The FTT’s pilot scheme

The pilot scheme for unopposed business lease renewals came into force on 1 January 2018 and is expected to last for one year. From this date, unopposed lease renewals issued in the County Court at Central London (the “CCCL”) will be transferred to the First Tier Tribunal (Property Chamber) (the “FTT”) after the Acknowledgment of Service is filed. The FTT’s standard directions (summarised below) will then apply. The stated aim of the pilot scheme is to “ensure that all cases proceed to a final determination as smoothly and as quickly as possible” and the standard directions aim to progress the case to trial within 20 weeks, with a valuer sitting with the Judge at the hearing.

The FTT’s standard directions make significant changes to the current process, as summarised below:

  • The timeframe from the date of issue of proceedings to the final hearing should now take just 20 weeks.
  • The parties will be entitled to agree a 3 month stay at the outset of the proceedings for Professional Arbitration on Court Terms (PACT) referral or mediation. Save for in exceptional circumstances, no further deferral or stay will be granted.
  • If an initial 3 month stay is not agreed, the FTT will issue its standard directions, which will then apply. There will no longer be an initial Case Management Conference or an opportunity for the parties to negotiate directions beforehand.
  • The directions permit one round of tenant’s amendments to the travelling draft lease. There is no provision for the preparation or exchange of a schedule of disputed terms, disclosure and witness statements. The latter will pose an issue where there are issues of dispute of fact (for example, where either party seeks to include a break option in the new lease or the length of the term is in dispute). It is considered that the parties can, in those circumstances, seek bespoke directions enabling them to adduce factual evidence if required (although that is beyond the scope of this note).
  • The parties’ valuers are required to provide their evidence at a much earlier stage, before lease terms are agreed (explained below) and at the hearing the Judge will sit with a valuer/assessor.

Clearly, therefore, the aim of the pilot scheme is to speed up the lease renewal process and progress to the disposal of the claim (either by consent or by final determination) much sooner than is currently the case. To help achieve this, the parties’ experts are now required to be much more proactive from an earlier stage in the proceedings.

The role of the expert

Under the FTT’s standard directions, the parties’ experts must:

  • Exchange measurements of the property, provide details of their comparables and meet to clarify the issues in dispute within 2 weeks from the date of the directions.
  • Exchange statements of agreed facts and disputed issues within a further 5 weeks.
  • Exchange expert reports at least 2 weeks before the hearing date with full details of all comparables (see note) and a memorandum of agreed facts.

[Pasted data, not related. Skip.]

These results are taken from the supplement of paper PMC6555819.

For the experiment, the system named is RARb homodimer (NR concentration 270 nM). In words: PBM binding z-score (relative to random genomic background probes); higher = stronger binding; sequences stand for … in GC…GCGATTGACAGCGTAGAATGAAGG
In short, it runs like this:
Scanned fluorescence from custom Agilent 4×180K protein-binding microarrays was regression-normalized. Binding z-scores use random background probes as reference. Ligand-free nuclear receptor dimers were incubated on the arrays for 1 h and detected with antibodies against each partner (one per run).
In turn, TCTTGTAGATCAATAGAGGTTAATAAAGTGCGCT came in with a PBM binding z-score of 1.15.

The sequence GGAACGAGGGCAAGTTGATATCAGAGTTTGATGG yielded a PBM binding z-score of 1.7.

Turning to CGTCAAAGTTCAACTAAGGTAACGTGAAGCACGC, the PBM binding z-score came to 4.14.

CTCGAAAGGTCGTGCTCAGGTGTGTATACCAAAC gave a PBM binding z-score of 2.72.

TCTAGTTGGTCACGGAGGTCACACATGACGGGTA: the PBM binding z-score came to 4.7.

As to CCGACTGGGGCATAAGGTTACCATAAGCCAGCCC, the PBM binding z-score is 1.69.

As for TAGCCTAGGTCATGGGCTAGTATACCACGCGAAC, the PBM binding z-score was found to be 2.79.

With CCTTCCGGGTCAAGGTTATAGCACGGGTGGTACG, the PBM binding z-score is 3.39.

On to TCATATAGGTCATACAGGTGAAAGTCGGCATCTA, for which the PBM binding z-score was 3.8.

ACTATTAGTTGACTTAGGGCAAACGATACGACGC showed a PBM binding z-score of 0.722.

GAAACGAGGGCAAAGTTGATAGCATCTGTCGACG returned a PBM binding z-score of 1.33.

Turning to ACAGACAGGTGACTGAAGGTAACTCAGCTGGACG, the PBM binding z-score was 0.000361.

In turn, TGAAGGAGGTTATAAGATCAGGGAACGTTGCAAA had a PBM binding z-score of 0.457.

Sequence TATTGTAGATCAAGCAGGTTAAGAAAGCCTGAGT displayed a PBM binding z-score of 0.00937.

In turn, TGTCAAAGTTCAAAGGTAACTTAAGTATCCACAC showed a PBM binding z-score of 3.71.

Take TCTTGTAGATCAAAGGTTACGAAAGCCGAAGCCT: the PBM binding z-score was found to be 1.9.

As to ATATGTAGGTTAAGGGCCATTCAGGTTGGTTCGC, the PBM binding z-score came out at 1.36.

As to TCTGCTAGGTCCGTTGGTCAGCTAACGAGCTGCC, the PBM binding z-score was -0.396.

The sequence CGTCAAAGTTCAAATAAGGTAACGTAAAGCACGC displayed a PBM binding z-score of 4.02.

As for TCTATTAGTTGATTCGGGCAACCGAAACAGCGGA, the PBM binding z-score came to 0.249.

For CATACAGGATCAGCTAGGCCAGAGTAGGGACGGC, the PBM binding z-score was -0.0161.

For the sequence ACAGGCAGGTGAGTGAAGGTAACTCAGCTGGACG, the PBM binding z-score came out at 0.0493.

This represents a significant change to the current procedure, where the parties’ experts are required to meet/speak and exchange their lists of comparables and a statement of agreed and disagreed facts towards the end of the proceedings, as opposed to at the outset. To facilitate this, the parties’ experts must begin work on their valuation evidence at a much earlier stage (before lease terms are agreed) and will need to be more proactive early on. It remains to be seen how conclusive the valuation evidence will be where the other lease terms may have not, at that stage, been agreed and/or how effective PACT would be at the outset of proceedings (where it is unclear precisely which lease terms are in dispute). However, to achieve compliance with the FTT’s standard directions, it is recommended that the parties’ experts commence work on their valuations once the section 25 notice or section 26 request (the “Statutory Notice”) is served and ramp that up as the expiry date of that notice looms closer (where proceedings are imminent).

Unless the parties agree to extend the timeframe in the Statutory Notice for either party to make an application to the court for a new tenancy, the parties’ experts will need to be in a position to comply with their obligations at the beginning of the proceedings. Asset Managers and valuation experts should therefore remain in close contact following the service of the Statutory Notice, and in particular where proceedings are imminent, to ensure that their interests and timeframes align and that the expert will be in a position to comply with his/her obligations to the Court within the required timeframes.

The presence of an expert valuer/assessor alongside the Judge at the hearing could also assist the court in making a determination as to rent/interim rent and may result in greater consistency in the outcome of cases. It remains to be seen how favourably (or unfavourably) that is viewed going forward!

The pilot scheme does not alter the experts’ overriding duty to help the court with matters within their expertise. However, generally speaking, given that the main contested term of the renewal lease essentially comes down to rent (there are, of course, other key terms such as the length of the tenancy and/or the incorporation of a tenant’s break option or a landlord’s redevelopment break, which may be in dispute and are beyond the scope of this note) the role of expert to be more organised and proactive, and to move quickly and decisively at an early stage, takes on a greater significance than ever before.